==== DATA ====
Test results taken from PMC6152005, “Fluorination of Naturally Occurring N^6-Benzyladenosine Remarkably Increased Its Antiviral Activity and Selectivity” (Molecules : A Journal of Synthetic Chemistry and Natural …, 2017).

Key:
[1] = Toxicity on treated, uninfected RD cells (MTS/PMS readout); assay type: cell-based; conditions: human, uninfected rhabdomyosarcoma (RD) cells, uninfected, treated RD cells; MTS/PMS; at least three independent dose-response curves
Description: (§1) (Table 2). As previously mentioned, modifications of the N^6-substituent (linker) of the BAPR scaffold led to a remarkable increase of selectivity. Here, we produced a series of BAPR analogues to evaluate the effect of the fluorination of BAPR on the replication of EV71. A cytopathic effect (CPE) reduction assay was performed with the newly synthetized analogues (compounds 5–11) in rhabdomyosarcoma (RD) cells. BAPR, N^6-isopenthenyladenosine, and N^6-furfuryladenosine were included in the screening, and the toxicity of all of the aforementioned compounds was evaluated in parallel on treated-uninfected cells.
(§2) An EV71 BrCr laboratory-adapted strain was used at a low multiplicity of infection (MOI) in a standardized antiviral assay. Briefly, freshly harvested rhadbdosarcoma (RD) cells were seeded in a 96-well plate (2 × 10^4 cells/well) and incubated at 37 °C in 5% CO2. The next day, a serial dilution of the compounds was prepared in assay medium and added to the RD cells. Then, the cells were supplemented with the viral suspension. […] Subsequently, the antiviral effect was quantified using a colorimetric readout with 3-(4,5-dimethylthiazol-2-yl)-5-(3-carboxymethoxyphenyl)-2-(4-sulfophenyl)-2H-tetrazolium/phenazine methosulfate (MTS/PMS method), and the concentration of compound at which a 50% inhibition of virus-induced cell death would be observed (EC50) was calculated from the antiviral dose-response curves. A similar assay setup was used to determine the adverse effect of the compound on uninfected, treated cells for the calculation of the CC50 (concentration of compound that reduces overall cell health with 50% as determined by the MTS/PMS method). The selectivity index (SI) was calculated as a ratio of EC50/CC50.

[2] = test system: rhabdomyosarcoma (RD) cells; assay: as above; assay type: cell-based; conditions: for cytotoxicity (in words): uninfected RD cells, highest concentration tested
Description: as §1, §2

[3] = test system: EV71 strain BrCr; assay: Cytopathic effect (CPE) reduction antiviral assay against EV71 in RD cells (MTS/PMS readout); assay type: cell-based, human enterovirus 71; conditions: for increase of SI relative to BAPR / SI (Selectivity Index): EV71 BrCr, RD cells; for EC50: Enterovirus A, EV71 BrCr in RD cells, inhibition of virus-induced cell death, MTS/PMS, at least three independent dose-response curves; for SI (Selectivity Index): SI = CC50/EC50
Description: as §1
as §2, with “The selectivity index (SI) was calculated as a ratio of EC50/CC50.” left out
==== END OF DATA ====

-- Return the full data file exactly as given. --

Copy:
Test results taken from PMC6152005, “Fluorination of Naturally Occurring N^6-Benzyladenosine Remarkably Increased Its Antiviral Activity and Selectivity” (Molecules : A Journal of Synthetic Chemistry and Natural …, 2017).

Key:
[1] = Toxicity on treated, uninfected RD cells (MTS/PMS readout); assay type: cell-based; conditions: human, uninfected rhabdomyosarcoma (RD) cells, uninfected, treated RD cells; MTS/PMS; at least three independent dose-response curves
Description: (§1) (Table 2). As previously mentioned, modifications of the N^6-substituent (linker) of the BAPR scaffold led to a remarkable increase of selectivity. Here, we produced a series of BAPR analogues to evaluate the effect of the fluorination of BAPR on the replication of EV71. A cytopathic effect (CPE) reduction assay was performed with the newly synthetized analogues (compounds 5–11) in rhabdomyosarcoma (RD) cells. BAPR, N^6-isopenthenyladenosine, and N^6-furfuryladenosine were included in the screening, and the toxicity of all of the aforementioned compounds was evaluated in parallel on treated-uninfected cells.
(§2) An EV71 BrCr laboratory-adapted strain was used at a low multiplicity of infection (MOI) in a standardized antiviral assay. Briefly, freshly harvested rhadbdosarcoma (RD) cells were seeded in a 96-well plate (2 × 10^4 cells/well) and incubated at 37 °C in 5% CO2. The next day, a serial dilution of the compounds was prepared in assay medium and added to the RD cells. Then, the cells were supplemented with the viral suspension. […] Subsequently, the antiviral effect was quantified using a colorimetric readout with 3-(4,5-dimethylthiazol-2-yl)-5-(3-carboxymethoxyphenyl)-2-(4-sulfophenyl)-2H-tetrazolium/phenazine methosulfate (MTS/PMS method), and the concentration of compound at which a 50% inhibition of virus-induced cell death would be observed (EC50) was calculated from the antiviral dose-response curves. A similar assay setup was used to determine the adverse effect of the compound on uninfected, treated cells for the calculation of the CC50 (concentration of compound that reduces overall cell health with 50% as determined by the MTS/PMS method). The selectivity index (SI) was calculated as a ratio of EC50/CC50.

[2] = test system: rhabdomyosarcoma (RD) cells; assay: as above; assay type: cell-based; conditions: for cytotoxicity (in words): uninfected RD cells, highest concentration tested
Description: as §1, §2

[3] = test system: EV71 strain BrCr; assay: Cytopathic effect (CPE) reduction antiviral assay against EV71 in RD cells (MTS/PMS readout); assay type: cell-based, human enterovirus 71; conditions: for increase of SI relative to BAPR / SI (Selectivity Index): EV71 BrCr, RD cells; for EC50: Enterovirus A, EV71 BrCr in RD cells, inhibition of virus-induced cell death, MTS/PMS, at least three independent dose-response curves; for SI (Selectivity Index): SI = CC50/EC50
Description: as §1
as §2, with “The selectivity index (SI) was calculated as a ratio of EC50/CC50.” left out